What does workers compensation cover for employees and why do you need it? Here's a quick answer for new business owners exploring their options.
If you're starting a new business with employees, you'll soon run into workers compensation insurance. Although it is the law for most companies and organizations to provide coverage for injured workers (with a long list of exceptions), how you obtain this insurance is governed by each state. If you're in the beginning stages of hiring employees and wondering what workers compensation covers, we're going to help you define answers and a course of action.
It's important to note that in this post, we are specifically addressing small business owners who live in states where they must find private insurance coverage. If you don't know whether the state your business is registered in offers a workers compensation program, you can check the Department of Labor's website to find an official in your area.
What does workers compensation cover, and why is it important to find coverage?
For small business owners, workers compensation is usually seen as another overhead expense that doesn't provide much benefit. That's not true, however. This type of insurance can save you a lot of money if an employee gets hurt on the job.
In exchange for agreeing to the terms of employment (which includes the business's workers compensation insurance policy), employees forfeit their ability to sue due to a work-related injury. They also have the added benefit of knowing that, if they're hurt on the job, their medical bills and part of their salary will be covered. This coverage protects small business owners from sinking under the costs of a hefty lawsuit, penalties from the state for non-coverage, and having to cover the medical bills out of pocket.
The costs of your policy also depend on the nature of your business. For employees that work on a dangerous loading dock, for example, the risk of serious injury is higher. It will be lower if you run a bookstore or department store.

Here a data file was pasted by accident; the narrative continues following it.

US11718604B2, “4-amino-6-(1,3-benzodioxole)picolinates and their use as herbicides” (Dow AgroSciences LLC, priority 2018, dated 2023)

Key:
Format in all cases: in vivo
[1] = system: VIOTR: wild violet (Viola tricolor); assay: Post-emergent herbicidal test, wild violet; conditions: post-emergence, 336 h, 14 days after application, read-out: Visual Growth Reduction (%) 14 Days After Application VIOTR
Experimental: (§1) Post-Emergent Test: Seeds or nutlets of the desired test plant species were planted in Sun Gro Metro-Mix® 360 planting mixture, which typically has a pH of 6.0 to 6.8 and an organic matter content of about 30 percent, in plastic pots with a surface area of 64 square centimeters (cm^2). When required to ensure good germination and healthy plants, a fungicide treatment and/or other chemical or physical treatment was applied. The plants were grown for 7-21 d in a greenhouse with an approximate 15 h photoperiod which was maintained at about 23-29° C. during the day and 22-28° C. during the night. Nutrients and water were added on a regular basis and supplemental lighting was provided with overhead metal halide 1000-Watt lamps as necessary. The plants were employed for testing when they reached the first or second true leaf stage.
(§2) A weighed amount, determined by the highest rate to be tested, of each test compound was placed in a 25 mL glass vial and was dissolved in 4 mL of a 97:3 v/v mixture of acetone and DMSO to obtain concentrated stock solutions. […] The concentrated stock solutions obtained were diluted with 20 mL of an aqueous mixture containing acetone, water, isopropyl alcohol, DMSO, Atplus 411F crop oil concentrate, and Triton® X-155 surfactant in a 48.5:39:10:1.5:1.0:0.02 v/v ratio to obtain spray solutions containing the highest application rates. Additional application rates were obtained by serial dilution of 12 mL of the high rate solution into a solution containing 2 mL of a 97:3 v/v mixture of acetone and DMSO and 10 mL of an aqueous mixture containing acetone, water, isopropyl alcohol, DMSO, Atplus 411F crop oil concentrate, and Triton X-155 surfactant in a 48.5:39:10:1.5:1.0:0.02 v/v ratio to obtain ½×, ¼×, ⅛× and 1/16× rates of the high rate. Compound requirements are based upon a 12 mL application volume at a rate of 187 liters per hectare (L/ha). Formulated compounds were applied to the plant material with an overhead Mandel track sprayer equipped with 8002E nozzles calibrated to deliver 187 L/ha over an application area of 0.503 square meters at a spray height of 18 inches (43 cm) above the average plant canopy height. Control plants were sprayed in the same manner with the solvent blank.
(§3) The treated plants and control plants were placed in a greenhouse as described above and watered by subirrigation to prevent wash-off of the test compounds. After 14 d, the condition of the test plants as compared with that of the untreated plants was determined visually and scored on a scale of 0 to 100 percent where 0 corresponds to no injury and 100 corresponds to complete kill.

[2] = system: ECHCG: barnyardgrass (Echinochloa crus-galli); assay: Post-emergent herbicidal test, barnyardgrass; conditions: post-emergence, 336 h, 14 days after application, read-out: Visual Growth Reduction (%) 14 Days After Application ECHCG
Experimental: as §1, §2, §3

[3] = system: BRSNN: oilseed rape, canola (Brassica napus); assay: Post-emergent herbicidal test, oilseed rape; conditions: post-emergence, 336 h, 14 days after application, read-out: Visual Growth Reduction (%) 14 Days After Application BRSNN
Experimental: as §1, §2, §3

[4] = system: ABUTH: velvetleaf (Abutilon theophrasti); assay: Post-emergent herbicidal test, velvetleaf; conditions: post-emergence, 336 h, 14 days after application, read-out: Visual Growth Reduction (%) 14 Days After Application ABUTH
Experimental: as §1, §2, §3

What does workers compensation cover—the exceptions you should know about
Generally speaking, most employers who run a business with at least one employee, outside of partnerships and contractors, need workers compensation insurance. Every state keeps their own rules and regulations, so the laws will differ slightly from state to state.
However, if you know you need to attain an insurance policy through a private source, there are a few widely accepted exceptions to coverage for employees.
For instance, no employee is "automatically" eligible for workers compensation, even if they're hurt on the job. Those rights may be denied if:
- The employee self-inflicts wounds on the job or is injured as a result of a fight they started.
- The employee is injured while committing a crime (such as breaking into the office at night).
- The employee is injured while not "on the job" or not engaging in work-related activities.
- The employee is injured while violating a company policy.
- The employee is injured as a result of intoxication or drug use.
But what does workers compensation cover, excluding the examples above?
Typically, your insurance policy will cover your employees for work-related injuries or illness. That means both at on- and off-the-job locations. For instance, if your employee is on a business trip and suffers an injury, he's covered. A car accident while picking up take-out for the office? Covered. Fell down the stairs at a business social event? Covered (unless intoxicated).
The coverage for work-related injuries also spans many situations and conditions. It may be an accidental injury at the moment, a chronic injury that forms over time, or an illness that develops as a result of the work environment. If the employee can prove that their injury, illness, or condition was caused by their working conditions, they will be covered by workers compensation.
Find a workers compensation policy that covers all situations (like having multiple locations in different states)
Don't forget that workers compensation regulations change from state to state. If you open another location in a neighboring state, you will need to work with your insurance agency or state programs to attain specific coverage for employees in those locations.
Are you midway through the development of a mixed-use property? Starting a new business? Unsure of all your insurance needs? Give a Pekin Insurance agent a call and they’ll walk you through the various levels of coverage and enhancements available to you, or request a quote online.
Are there any other types of insurance that have been invaluable to the success of your business? Share your thoughts in the comments!